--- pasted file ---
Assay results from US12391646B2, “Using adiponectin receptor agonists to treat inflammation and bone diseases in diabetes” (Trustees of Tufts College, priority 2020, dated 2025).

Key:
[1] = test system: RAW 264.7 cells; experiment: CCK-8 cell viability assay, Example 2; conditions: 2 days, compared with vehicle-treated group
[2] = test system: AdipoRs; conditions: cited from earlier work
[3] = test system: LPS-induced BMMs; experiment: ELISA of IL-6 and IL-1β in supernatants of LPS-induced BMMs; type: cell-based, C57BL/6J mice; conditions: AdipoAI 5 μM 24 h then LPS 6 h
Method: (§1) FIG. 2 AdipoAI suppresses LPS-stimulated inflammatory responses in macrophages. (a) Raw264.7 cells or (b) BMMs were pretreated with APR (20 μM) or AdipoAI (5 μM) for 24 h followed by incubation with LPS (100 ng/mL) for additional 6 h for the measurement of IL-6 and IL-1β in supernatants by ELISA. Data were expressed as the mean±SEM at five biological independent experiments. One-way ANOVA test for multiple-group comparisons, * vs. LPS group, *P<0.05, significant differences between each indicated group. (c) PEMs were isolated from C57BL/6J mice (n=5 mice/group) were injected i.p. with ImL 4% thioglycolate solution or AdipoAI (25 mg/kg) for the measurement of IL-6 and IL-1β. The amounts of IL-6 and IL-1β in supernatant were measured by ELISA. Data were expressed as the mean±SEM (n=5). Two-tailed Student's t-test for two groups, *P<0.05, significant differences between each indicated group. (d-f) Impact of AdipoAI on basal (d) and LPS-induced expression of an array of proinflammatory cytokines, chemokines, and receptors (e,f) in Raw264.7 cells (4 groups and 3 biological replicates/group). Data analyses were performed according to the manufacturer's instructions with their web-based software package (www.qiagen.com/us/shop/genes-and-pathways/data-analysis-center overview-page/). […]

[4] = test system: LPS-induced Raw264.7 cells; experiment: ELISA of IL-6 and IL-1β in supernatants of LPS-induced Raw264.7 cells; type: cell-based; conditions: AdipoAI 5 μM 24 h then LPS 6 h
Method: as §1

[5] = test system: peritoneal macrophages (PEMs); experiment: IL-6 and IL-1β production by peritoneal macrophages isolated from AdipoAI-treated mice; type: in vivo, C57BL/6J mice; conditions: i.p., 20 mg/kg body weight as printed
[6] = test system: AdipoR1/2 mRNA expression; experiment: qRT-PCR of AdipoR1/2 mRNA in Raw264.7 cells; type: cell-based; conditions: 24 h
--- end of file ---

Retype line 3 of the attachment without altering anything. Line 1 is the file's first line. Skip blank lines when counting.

[1] = test system: RAW 264.7 cells; experiment: CCK-8 cell viability assay, Example 2; conditions: 2 days, compared with vehicle-treated group